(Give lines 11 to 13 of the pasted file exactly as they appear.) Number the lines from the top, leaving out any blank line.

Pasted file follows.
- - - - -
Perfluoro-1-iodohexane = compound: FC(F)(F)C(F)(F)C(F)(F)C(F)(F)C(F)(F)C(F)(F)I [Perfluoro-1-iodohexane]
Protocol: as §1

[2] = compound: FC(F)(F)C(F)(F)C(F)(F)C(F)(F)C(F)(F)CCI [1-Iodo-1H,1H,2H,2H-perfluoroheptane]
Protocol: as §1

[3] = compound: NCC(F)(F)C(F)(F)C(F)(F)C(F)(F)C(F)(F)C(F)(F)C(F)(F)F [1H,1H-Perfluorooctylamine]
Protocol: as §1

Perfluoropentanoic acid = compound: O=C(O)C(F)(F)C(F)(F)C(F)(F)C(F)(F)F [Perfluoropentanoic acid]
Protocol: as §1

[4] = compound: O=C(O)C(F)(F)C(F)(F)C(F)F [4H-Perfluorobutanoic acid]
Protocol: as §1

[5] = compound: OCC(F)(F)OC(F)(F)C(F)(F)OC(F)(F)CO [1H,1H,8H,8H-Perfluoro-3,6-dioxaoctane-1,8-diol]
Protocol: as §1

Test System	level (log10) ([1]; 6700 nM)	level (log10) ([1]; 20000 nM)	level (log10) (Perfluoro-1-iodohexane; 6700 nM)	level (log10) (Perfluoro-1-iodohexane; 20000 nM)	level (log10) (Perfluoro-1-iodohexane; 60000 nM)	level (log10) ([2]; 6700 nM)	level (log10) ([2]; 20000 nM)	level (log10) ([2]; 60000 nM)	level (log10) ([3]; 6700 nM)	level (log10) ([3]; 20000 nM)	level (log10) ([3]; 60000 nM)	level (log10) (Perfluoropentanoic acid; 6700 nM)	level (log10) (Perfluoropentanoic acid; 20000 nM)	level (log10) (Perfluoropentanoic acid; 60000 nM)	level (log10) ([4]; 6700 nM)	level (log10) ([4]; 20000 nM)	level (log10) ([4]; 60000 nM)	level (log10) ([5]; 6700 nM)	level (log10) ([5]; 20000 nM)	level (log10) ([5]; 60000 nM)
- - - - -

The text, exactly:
[5] = compound: OCC(F)(F)OC(F)(F)C(F)(F)OC(F)(F)CO [1H,1H,8H,8H-Perfluoro-3,6-dioxaoctane-1,8-diol]
Protocol: as §1

Test System	level (log10) ([1]; 6700 nM)	level (log10) ([1]; 20000 nM)	level (log10) (Perfluoro-1-iodohexane; 6700 nM)	level (log10) (Perfluoro-1-iodohexane; 20000 nM)	level (log10) (Perfluoro-1-iodohexane; 60000 nM)	level (log10) ([2]; 6700 nM)	level (log10) ([2]; 20000 nM)	level (log10) ([2]; 60000 nM)	level (log10) ([3]; 6700 nM)	level (log10) ([3]; 20000 nM)	level (log10) ([3]; 60000 nM)	level (log10) (Perfluoropentanoic acid; 6700 nM)	level (log10) (Perfluoropentanoic acid; 20000 nM)	level (log10) (Perfluoropentanoic acid; 60000 nM)	level (log10) ([4]; 6700 nM)	level (log10) ([4]; 20000 nM)	level (log10) ([4]; 60000 nM)	level (log10) ([5]; 6700 nM)	level (log10) ([5]; 20000 nM)	level (log10) ([5]; 60000 nM)